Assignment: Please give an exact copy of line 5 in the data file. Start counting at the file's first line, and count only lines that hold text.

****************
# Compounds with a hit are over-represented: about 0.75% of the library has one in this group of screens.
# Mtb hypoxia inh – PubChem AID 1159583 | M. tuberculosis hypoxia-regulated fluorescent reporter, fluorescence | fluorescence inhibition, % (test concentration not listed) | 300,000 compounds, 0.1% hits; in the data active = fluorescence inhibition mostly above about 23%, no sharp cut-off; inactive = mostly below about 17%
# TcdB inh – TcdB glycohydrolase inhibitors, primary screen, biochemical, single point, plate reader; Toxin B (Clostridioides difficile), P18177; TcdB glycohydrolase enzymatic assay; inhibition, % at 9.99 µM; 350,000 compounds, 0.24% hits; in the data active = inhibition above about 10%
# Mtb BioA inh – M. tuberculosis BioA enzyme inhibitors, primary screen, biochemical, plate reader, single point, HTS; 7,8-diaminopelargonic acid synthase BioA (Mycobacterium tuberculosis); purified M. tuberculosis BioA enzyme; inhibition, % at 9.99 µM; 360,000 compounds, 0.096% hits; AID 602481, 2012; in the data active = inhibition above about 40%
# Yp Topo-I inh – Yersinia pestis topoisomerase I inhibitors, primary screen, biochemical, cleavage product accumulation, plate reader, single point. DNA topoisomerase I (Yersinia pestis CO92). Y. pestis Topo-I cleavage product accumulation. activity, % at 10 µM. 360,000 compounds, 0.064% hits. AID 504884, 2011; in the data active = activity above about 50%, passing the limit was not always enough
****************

# Yp Topo-I inh – Yersinia pestis topoisomerase I inhibitors, primary screen, biochemical, cleavage product accumulation, plate reader, single point. DNA topoisomerase I (Yersinia pestis CO92). Y. pestis Topo-I cleavage product accumulation. activity, % at 10 µM. 360,000 compounds, 0.064% hits. AID 504884, 2011; in the data active = activity above about 50%, passing the limit was not always enough